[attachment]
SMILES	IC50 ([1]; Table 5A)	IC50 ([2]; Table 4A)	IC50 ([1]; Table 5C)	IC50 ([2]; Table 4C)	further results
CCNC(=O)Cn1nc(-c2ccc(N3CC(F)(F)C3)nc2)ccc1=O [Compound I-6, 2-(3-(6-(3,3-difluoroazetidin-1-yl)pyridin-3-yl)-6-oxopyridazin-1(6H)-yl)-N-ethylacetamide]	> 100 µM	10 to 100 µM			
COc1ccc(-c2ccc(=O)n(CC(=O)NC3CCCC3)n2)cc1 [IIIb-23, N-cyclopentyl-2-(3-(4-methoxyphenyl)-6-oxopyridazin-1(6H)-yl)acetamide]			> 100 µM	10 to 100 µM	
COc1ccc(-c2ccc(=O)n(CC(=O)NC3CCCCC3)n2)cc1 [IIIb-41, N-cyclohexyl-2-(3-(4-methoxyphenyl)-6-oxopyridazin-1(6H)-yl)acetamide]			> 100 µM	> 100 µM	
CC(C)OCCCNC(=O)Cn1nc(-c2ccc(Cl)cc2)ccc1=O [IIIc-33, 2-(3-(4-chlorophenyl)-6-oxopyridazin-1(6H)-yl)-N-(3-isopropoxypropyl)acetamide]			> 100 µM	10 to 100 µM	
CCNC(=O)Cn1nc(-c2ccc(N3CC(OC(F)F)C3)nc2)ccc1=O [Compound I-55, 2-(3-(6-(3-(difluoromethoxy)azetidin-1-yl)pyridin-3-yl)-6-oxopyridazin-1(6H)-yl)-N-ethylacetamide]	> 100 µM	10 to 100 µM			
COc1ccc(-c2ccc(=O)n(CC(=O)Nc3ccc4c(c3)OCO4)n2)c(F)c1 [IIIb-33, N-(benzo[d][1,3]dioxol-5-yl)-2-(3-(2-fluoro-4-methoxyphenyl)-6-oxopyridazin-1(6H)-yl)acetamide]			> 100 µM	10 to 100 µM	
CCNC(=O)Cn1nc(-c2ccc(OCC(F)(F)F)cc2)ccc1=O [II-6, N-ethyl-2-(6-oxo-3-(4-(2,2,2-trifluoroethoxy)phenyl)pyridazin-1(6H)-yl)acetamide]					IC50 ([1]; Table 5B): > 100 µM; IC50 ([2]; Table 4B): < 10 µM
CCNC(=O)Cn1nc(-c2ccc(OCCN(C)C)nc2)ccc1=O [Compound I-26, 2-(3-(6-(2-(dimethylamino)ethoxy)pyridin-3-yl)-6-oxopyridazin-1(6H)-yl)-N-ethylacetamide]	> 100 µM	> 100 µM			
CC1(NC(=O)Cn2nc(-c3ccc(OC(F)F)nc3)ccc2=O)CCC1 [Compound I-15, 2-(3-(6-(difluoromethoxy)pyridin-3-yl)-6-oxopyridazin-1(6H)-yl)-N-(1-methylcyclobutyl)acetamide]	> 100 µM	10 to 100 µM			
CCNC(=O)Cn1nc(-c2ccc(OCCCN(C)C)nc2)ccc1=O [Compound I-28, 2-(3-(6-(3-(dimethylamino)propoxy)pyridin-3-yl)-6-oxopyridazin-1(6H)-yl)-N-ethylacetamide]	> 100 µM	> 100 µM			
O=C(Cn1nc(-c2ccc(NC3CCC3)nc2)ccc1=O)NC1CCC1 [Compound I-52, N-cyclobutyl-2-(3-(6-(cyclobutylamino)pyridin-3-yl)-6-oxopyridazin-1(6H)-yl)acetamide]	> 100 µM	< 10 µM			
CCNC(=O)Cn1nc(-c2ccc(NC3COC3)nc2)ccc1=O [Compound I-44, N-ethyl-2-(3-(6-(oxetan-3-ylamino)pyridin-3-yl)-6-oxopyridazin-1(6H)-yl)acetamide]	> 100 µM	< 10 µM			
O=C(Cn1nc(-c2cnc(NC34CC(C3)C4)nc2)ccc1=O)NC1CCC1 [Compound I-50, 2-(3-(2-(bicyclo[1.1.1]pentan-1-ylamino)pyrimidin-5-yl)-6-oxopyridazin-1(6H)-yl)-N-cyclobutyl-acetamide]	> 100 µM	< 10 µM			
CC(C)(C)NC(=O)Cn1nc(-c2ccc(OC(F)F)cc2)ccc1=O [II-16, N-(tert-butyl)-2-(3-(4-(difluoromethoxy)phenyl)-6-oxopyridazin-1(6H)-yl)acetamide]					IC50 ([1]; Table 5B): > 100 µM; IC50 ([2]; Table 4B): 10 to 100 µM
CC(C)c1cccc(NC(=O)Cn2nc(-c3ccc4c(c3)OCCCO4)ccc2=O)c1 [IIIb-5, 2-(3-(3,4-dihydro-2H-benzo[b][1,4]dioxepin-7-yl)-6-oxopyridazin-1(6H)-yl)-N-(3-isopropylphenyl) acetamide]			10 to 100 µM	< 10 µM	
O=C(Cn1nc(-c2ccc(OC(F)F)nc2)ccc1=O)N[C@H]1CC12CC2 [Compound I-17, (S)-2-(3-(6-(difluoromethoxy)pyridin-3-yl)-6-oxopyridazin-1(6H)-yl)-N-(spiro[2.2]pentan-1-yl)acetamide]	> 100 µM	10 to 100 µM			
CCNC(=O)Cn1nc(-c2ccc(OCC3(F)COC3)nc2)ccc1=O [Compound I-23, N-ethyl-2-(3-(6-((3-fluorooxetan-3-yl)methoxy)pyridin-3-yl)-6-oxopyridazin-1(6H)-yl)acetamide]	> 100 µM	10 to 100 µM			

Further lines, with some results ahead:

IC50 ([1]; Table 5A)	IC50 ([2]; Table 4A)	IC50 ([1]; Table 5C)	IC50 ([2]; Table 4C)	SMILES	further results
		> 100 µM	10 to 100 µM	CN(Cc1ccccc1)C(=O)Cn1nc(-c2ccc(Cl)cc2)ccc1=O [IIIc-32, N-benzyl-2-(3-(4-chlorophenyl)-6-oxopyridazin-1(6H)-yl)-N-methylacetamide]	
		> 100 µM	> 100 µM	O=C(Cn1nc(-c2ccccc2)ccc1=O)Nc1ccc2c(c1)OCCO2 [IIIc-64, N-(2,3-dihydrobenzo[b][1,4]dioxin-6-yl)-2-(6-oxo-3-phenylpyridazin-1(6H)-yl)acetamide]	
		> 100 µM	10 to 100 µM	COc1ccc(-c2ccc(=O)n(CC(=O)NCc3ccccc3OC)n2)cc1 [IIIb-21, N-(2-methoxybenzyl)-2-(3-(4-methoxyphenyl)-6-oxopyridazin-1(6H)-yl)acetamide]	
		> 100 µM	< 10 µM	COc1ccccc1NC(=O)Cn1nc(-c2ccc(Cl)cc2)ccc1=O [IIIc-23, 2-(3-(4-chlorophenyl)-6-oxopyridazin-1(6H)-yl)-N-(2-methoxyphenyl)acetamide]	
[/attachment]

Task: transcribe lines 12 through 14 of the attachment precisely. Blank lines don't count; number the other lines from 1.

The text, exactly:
O=C(Cn1nc(-c2ccc(NC3CCC3)nc2)ccc1=O)NC1CCC1 [Compound I-52, N-cyclobutyl-2-(3-(6-(cyclobutylamino)pyridin-3-yl)-6-oxopyridazin-1(6H)-yl)acetamide]	> 100 µM	< 10 µM			
CCNC(=O)Cn1nc(-c2ccc(NC3COC3)nc2)ccc1=O [Compound I-44, N-ethyl-2-(3-(6-(oxetan-3-ylamino)pyridin-3-yl)-6-oxopyridazin-1(6H)-yl)acetamide]	> 100 µM	< 10 µM			
O=C(Cn1nc(-c2cnc(NC34CC(C3)C4)nc2)ccc1=O)NC1CCC1 [Compound I-50, 2-(3-(2-(bicyclo[1.1.1]pentan-1-ylamino)pyrimidin-5-yl)-6-oxopyridazin-1(6H)-yl)-N-cyclobutyl-acetamide]	> 100 µM	< 10 µM			